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Last updated on April 17, 2014 at 1:21 EDT

‘GTA’ hit with adult rating, Take-Two cuts outlook

July 20, 2005

By Gina Keating and Kevin Krolicki

LOS ANGELES (Reuters) – A video game ratings board on
Wednesday slapped a restrictive “adult” rating on “Grand Theft
Auto: San Andreas” because of sex scenes hidden in the
blockbuster game, prompting publisher Take-Two Interactive
Software Inc to warn of a deeper quarterly loss.

Shares of Take-Two dropped about 11 percent in after-hours
trade to $24 from a Nasdaq close of $27.07.

The company’s blockbuster game, “Grand Theft Auto: San
Andreas” has been at the center of an international controversy
after hackers unveiled a software modification known as “hot
coffee” allowing players to have their characters engage in sex
acts at the house of a “girlfriend.”

In response to that widely publicized hack, the
Entertainment Software Ratings Board launched an investigation
and took the unusual step of changing the rating on the game to
“Adults Only 18+” (AO) from “Mature 17+” (M).

“What was clear to us is the fact that fully rendered
content existed on the disk that was not disclosed,” said
Patricia Vance, president of Entertainment Software Rating
Board. “The publisher took the risk that a hacker could find it
and it clearly put the rating at risk.”

Critics of the game’s content had urged a more-restrictive
rating, a move which threatens to crimp sales of the
criminal-adventure role-playing game since major retail outlets
have generally declined to carry adult-only titles.

Best Buy Co. Inc., the top U.S. electronics retailer,
responded to the rating change by immediately pulling the game.
Other retailers were expected to follow suit.

Take Two said its Rockstar Games affiliate would stop
making the current version of the controversial title.

The controversy has fanned debate between industry
executives and media watchdogs over whether the fast-growing
video game industry should continue to regulate itself.

Take-Two said it expected July-quarter sales of between
$160 million to $170 million and a per-share loss of between 40
cents and 45 cents — more than double the average Wall Street
expectation — after taking a charge for the unsold retail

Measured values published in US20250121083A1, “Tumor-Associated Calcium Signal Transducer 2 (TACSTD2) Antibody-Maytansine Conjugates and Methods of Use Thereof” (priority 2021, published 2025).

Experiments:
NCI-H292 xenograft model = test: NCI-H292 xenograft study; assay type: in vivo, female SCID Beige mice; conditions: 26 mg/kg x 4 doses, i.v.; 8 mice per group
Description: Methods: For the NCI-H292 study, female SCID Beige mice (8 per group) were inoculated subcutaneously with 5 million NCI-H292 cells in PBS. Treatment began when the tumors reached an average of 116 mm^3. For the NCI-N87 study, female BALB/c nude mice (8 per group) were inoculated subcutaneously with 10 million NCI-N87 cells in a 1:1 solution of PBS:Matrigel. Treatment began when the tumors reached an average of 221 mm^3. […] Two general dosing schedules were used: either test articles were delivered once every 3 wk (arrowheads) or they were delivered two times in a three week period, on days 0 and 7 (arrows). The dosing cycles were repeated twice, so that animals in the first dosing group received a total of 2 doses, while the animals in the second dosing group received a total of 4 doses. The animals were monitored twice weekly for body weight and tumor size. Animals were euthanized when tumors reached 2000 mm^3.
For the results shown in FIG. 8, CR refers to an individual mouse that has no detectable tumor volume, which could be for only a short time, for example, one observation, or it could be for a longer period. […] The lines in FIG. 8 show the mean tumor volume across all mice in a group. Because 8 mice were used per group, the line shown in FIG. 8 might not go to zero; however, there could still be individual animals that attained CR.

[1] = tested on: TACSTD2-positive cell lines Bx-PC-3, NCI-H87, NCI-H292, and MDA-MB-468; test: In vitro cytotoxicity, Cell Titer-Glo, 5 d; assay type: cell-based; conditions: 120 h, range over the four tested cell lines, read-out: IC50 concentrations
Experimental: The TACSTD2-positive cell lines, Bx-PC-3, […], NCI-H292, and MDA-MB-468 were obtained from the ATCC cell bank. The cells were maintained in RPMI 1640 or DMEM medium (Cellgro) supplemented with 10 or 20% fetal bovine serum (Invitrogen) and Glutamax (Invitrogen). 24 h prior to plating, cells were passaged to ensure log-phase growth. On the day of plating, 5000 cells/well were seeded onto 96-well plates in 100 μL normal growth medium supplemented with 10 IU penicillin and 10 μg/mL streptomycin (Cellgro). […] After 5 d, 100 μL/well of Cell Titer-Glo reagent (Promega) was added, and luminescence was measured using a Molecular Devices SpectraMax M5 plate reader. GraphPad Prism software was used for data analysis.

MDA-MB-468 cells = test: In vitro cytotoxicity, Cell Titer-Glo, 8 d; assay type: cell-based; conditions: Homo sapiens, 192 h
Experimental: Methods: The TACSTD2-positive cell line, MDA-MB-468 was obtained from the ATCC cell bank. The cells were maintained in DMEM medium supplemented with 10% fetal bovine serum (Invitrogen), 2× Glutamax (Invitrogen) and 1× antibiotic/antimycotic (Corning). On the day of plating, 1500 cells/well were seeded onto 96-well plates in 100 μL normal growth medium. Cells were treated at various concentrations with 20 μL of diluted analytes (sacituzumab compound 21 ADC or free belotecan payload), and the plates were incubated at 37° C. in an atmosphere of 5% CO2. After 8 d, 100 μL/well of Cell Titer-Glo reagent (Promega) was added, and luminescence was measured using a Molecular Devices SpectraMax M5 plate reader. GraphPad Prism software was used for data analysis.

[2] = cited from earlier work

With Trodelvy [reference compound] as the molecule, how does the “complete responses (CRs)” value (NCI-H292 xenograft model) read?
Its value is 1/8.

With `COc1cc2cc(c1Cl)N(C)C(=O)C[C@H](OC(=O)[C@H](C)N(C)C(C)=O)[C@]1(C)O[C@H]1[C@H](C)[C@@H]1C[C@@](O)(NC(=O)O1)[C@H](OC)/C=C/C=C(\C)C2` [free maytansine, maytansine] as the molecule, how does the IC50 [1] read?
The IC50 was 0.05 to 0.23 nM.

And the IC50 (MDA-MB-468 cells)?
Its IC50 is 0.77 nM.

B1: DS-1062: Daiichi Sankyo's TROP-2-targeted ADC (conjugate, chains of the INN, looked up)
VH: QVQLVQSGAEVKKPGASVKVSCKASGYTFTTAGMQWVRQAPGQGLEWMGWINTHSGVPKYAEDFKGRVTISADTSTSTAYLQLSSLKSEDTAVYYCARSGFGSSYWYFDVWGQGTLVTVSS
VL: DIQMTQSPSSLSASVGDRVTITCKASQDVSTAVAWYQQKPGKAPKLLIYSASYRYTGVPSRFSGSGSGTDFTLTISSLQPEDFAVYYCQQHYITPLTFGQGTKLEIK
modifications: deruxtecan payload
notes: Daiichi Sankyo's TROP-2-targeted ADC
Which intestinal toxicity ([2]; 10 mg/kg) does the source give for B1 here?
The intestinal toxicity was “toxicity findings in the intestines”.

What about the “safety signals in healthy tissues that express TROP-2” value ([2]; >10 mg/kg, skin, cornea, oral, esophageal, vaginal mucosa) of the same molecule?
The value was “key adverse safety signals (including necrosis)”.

inventory of the hit game.

Take-Two said it would provide new “AO” labels for any
retailers that wanted to continue selling the current version
of the game. It said it would also work on a new “M”-rated
version, which it expected to be ready for sale during its
fourth quarter, that would prevent the “hot coffee” hack.

U.S. Senator Hillary Clinton, who has vowed to introduce
legislation to crack down on the sale of violent and sex-laden
games to minors, called on the company to go further.

In a statement on Wednesday, Clinton urged Take-Two to
offer parents a refund on returned games. The company, she
charged, had “gamed the ratings system and enabled pornographic
material to get into the hands of children.”

Tim Winter, executive director of the Parents Television
Council gave the company credit for “owning up” to creating the
embedded sex scenes,” but said the episode showed that “self
regulation has been an abysmal failure.”

“Whenever you have a product that is potentially harmful
you have a liability for that manufacturer,” Winter said. “We
want accountability. We want action. We want it fixed. We want
to know why so it doesn’t happen again.”

Rockstar Games spokesman Rodney Walker said the company
supported a strong ratings system to ensure that games like
“Grand Theft Auto” reached the older audience for which it was
intended.

“We believe the popularity of our games coincides with the
change in our audience — it’s getting older,” he said. “Rock
Star makes games with sophisticated content, and parents need
to know that.”